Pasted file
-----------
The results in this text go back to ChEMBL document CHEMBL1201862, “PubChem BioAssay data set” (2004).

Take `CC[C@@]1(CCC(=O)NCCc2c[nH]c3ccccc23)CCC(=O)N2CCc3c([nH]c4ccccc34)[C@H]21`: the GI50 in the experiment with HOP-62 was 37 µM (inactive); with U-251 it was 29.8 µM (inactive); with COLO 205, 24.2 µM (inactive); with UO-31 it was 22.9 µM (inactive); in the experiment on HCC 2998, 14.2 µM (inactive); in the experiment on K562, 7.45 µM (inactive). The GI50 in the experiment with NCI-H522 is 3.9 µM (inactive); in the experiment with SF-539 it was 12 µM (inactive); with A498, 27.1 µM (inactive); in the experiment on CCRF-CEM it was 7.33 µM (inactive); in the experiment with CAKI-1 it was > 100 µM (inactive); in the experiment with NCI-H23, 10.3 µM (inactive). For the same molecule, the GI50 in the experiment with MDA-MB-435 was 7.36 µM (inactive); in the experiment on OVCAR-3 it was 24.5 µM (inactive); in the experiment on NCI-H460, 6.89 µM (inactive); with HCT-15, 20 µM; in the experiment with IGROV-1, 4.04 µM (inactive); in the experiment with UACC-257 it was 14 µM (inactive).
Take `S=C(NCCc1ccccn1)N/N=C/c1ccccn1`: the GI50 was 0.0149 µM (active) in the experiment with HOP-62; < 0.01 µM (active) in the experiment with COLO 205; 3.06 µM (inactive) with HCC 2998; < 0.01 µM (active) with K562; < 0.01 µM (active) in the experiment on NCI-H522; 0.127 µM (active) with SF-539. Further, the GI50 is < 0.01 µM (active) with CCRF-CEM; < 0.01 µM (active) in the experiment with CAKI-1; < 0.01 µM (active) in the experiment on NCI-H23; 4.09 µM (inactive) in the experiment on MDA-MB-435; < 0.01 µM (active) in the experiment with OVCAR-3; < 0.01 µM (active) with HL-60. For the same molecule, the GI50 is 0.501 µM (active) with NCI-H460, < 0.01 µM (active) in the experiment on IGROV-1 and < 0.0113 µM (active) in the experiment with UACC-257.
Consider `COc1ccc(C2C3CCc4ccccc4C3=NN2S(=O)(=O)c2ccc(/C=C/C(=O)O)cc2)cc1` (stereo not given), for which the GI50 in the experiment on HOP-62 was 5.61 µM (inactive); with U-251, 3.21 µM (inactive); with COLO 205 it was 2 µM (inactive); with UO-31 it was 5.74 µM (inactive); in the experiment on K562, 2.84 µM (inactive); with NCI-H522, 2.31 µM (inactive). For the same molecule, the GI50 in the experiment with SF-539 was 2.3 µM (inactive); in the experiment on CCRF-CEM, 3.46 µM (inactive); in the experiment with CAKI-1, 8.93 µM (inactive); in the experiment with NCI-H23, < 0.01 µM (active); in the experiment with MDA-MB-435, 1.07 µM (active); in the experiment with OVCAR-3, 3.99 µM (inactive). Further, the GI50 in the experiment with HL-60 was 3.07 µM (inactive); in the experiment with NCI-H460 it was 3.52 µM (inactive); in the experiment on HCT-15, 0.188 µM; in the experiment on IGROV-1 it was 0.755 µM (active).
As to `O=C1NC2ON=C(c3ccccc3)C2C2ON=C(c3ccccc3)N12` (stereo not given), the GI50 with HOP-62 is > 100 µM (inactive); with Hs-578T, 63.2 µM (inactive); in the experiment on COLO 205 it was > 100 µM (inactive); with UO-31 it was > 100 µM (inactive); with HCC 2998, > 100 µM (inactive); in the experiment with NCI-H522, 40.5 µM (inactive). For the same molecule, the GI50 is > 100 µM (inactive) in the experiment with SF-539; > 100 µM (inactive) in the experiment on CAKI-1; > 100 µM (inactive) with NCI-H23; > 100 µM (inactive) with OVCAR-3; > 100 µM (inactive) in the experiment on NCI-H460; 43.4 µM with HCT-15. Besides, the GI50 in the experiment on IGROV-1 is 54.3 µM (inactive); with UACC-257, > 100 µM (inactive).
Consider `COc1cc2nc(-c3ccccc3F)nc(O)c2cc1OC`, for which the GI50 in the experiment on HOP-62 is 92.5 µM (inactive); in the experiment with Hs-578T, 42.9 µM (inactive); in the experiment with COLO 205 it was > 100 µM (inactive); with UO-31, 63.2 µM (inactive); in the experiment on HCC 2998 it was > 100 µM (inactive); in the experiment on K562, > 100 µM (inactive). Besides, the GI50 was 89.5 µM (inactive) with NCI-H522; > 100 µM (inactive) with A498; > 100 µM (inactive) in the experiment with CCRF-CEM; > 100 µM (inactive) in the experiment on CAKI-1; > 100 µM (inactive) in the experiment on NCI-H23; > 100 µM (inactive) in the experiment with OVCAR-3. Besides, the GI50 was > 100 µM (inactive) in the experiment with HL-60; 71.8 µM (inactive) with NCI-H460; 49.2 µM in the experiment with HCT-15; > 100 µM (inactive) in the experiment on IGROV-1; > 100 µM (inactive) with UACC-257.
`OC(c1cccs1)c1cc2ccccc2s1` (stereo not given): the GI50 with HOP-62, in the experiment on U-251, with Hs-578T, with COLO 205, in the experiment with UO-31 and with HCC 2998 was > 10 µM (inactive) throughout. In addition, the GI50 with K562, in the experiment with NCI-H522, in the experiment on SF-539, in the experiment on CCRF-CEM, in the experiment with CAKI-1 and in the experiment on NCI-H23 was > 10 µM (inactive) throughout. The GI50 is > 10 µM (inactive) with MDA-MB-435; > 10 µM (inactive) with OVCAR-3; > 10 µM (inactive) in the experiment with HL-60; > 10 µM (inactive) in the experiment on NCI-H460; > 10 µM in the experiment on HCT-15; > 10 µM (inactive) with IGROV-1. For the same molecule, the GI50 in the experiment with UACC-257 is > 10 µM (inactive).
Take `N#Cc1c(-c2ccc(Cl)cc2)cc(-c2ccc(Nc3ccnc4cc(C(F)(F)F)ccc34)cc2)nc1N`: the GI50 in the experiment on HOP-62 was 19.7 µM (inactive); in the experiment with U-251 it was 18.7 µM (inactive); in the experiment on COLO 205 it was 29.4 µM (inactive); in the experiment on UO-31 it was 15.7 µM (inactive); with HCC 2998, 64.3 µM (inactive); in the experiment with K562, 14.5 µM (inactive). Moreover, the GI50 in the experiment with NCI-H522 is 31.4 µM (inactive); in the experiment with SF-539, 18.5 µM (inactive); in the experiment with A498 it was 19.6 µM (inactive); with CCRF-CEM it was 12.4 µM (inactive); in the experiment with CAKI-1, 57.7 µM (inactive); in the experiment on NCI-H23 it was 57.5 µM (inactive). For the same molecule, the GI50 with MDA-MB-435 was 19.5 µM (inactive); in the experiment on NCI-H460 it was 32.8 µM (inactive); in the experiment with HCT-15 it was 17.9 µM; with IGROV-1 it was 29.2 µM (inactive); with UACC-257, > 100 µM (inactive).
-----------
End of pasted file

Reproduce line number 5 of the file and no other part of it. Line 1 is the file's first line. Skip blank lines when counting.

As to `O=C1NC2ON=C(c3ccccc3)C2C2ON=C(c3ccccc3)N12` (stereo not given), the GI50 with HOP-62 is > 100 µM (inactive); with Hs-578T, 63.2 µM (inactive); in the experiment on COLO 205 it was > 100 µM (inactive); with UO-31 it was > 100 µM (inactive); with HCC 2998, > 100 µM (inactive); in the experiment with NCI-H522, 40.5 µM (inactive). For the same molecule, the GI50 is > 100 µM (inactive) in the experiment with SF-539; > 100 µM (inactive) in the experiment on CAKI-1; > 100 µM (inactive) with NCI-H23; > 100 µM (inactive) with OVCAR-3; > 100 µM (inactive) in the experiment on NCI-H460; 43.4 µM with HCT-15. Besides, the GI50 in the experiment on IGROV-1 is 54.3 µM (inactive); with UACC-257, > 100 µM (inactive).